The recent tragedy at the Marjory Stoneman Douglas High School has evoked emotions not seen since the Sandy Hook Elementary School shooting in 2012, and reemphasized the need for comprehensive school safety protocols. One element that hasn’t changed are the opinions as to how to prevent horrors like this from happening again.
Some leaders talk about school-based security measures and opinions include arming teachers, hiring more “resource officers” or armed security personnel, and reinforcing schools with high fences and walls and bullet-proof glass. The State of Florida, for example, has proposed a $400 million budget for this.
No one argues that we must do everything possible to protect our children, and premise protection is critical. However, we should insist on steps that are appropriate for a school environment and maintain a warm, trusted, and connected place of learning where students can thrive. Moreover, even banks built like fortresses with armed personnel frequently are robbed.
The sad truth is that if someone wants to harm or murder innocents, they will find a way to do it.
So how can school leaders achieve a more holistic and secure environment? They must understand that physical security is one part of a larger integrated process called the “crisis planning and management cycle.” This cycle consists of prevention and mitigation, preparedness, response, recovery, and communication.
While extreme acts of violence may not be preventable, we can mitigate them with the 4Ds: Deny, Deter, Delay or Detect. They incorporate school access controls with smart card IDs, layered perimeter security, multiple methods of communication within the school and grounds, and locks on classrooms, indoor assembly areas, and office doors. They also rely on policies that include anti-bullying, caring school communities, and comprehensive and tested crisis response plans.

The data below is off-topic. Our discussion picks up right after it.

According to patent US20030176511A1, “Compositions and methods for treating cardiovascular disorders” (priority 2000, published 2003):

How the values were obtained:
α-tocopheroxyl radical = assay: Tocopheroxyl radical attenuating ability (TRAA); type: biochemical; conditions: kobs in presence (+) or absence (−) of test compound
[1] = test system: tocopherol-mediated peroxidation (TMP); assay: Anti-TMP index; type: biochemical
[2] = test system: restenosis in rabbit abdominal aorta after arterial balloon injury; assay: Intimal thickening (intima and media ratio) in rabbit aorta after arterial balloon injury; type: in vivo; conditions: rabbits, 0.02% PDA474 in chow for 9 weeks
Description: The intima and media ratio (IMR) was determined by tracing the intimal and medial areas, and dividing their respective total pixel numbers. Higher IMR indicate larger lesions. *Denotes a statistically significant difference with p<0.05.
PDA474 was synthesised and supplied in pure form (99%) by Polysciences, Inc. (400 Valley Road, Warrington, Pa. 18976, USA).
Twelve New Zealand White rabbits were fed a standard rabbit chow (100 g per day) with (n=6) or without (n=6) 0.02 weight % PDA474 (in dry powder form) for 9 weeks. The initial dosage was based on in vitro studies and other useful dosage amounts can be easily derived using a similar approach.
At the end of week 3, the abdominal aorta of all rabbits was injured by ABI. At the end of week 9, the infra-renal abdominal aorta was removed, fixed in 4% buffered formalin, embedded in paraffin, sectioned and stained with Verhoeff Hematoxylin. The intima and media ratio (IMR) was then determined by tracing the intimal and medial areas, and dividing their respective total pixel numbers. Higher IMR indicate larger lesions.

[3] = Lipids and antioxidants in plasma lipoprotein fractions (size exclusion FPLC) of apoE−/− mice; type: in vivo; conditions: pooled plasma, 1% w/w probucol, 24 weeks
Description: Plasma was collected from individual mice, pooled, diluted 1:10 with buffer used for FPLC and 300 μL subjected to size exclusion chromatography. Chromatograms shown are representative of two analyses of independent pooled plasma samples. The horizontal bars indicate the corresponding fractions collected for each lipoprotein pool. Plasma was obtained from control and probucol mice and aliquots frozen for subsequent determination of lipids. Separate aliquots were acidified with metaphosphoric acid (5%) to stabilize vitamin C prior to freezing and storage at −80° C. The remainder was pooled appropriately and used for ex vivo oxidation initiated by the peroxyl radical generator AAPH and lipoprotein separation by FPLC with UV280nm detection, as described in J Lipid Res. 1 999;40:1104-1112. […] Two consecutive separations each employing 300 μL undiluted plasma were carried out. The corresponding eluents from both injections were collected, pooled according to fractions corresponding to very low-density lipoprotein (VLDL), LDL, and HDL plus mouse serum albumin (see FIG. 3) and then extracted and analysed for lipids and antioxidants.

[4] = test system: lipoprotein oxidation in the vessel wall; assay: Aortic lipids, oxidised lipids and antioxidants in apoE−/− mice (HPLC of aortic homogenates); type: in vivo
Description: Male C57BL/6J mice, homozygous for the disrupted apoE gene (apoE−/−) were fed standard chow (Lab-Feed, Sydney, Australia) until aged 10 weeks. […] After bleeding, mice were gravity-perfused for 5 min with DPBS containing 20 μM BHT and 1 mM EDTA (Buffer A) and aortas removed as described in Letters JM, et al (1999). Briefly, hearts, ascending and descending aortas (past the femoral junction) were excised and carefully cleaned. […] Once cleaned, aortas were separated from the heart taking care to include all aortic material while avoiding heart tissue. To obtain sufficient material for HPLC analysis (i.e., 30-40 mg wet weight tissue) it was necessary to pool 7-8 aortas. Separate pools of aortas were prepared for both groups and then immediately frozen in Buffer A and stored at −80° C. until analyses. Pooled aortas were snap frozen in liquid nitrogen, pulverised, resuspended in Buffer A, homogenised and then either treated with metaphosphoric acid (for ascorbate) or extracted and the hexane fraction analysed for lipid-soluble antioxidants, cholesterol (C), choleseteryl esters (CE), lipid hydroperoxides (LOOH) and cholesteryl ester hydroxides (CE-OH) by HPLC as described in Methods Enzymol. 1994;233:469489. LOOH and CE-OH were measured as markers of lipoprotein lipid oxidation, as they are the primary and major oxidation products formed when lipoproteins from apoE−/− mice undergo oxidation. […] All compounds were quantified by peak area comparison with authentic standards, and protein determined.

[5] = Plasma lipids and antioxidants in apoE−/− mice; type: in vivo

As parents and school boards continue to pressure school leaders to do more, remember that schools are unique environments. The physical security found with a fortress alone is not the answer. Each school must take a holistic view of the entire crisis planning and management model when addressing school security and safety, while maintaining a welcoming educational environment where children can thrive.
Michael L. Johnson is a Certified Protection Professional and CEO of Clearpath Alerts (www.clearpathalerts.com), a provider of comprehensive safety, preparedness, and crisis communications technology for K-12 schools worldwide.
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